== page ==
Although the United States competed with the Soviet Union politically, economically and technologically, our countries shared many of the same concerns regarding the environment. During the era when Rachel Carson was publishing Silent Spring in the West, in the East the Soviets were also looking into the dangers of organic compounds. They discussed climate change seriously, studied the effects of radioactive fallout from nuclear tests, and explored the mysteries of the northern lights.
In this month’s highlights from Joint Publications Research Service (JPRS) Reports, 1957-1995, we’ll take a break from politics to consider some of the more fundamental aspects of life.
On the Problem of the Mechanism of the Selectivity of Toxicity of Organophosphorus Insecticides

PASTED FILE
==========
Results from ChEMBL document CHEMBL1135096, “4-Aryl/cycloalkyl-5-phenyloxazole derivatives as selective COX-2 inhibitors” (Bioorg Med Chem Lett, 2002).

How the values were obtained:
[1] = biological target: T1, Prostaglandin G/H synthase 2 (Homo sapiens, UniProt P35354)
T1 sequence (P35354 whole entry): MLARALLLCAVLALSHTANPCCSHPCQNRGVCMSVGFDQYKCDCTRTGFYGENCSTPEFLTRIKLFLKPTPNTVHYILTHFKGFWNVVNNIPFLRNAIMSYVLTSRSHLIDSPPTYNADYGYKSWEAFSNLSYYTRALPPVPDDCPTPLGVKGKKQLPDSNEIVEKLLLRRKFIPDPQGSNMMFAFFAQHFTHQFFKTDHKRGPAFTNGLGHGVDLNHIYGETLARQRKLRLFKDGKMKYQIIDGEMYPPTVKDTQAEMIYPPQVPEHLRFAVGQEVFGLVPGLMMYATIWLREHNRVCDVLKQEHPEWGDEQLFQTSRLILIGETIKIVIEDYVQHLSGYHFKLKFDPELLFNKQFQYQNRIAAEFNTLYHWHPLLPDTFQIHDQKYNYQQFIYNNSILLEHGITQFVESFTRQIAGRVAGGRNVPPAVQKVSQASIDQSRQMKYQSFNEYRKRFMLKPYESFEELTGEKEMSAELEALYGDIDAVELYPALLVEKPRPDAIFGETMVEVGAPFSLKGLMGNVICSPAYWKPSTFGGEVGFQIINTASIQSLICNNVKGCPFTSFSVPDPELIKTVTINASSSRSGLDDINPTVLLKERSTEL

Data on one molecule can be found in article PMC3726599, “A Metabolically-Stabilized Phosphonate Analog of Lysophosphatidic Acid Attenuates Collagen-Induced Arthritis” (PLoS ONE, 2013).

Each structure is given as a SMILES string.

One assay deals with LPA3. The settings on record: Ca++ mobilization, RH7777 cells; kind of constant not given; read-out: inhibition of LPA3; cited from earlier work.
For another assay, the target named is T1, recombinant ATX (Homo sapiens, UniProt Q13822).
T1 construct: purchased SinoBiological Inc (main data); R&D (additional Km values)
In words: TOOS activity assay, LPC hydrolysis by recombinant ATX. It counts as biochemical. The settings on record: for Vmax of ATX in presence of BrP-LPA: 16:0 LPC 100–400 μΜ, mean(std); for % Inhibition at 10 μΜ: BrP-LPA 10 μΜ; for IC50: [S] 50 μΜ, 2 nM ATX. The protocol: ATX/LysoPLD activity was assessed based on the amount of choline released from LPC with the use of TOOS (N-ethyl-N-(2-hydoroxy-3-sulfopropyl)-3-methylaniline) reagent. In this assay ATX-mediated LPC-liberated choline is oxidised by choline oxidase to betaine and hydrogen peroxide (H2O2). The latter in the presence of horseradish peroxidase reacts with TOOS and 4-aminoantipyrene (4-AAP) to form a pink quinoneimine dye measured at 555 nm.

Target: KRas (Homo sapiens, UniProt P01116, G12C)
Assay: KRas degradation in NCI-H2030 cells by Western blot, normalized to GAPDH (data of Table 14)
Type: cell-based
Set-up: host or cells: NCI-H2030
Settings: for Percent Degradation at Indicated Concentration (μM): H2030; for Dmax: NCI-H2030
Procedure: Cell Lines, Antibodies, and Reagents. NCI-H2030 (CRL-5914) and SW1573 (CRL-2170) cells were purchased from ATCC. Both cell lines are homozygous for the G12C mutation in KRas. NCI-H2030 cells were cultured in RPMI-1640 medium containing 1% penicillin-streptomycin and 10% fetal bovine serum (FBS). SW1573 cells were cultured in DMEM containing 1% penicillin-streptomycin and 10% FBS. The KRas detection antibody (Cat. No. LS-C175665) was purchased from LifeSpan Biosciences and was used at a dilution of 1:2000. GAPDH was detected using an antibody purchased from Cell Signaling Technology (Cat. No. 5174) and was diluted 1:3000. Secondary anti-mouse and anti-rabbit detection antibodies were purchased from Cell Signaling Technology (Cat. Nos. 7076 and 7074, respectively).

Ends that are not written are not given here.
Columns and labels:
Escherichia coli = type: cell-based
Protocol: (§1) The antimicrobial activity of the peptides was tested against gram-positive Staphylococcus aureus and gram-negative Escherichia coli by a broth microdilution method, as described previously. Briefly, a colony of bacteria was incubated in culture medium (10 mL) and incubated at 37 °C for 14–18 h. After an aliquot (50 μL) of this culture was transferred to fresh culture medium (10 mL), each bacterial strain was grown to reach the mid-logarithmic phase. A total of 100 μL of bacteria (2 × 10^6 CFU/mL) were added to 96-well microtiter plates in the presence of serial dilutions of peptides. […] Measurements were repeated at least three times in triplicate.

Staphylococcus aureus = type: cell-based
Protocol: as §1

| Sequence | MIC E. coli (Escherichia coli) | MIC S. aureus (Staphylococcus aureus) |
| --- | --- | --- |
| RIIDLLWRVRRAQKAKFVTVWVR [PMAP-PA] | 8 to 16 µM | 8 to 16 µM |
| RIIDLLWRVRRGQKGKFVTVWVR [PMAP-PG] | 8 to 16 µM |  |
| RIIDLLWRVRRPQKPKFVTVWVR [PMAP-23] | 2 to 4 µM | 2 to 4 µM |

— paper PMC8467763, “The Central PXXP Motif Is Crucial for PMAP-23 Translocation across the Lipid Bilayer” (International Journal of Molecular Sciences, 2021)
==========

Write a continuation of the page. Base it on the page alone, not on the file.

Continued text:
Gigiyena Truda i Professional'nyye Zabolevaniya (Labor Hygiene and Occupational Diseases) — May 1963
We’re familiar with the organic compound DDT through its historical use as an insecticide and its toxic effects on wildlife. This report considers how the chemicals’ effects on insects differ from their effects on warm-blooded animals.
The Artificial Control of the Climate of Large and Small Areas
Izvestiya Akademii Nauk SSSR, Seriya Geograficheskaya (Bulletin of the Academy of Sciences of the USSR, Geography Series) — 1963
Understanding the biochemistry of an insecticide is important. On the macro end of the scale, it’s also important to know the impact of our actions on the global climate. No politics intrudes on the science in this report.
Translations from Radioactive Contamination of the Environment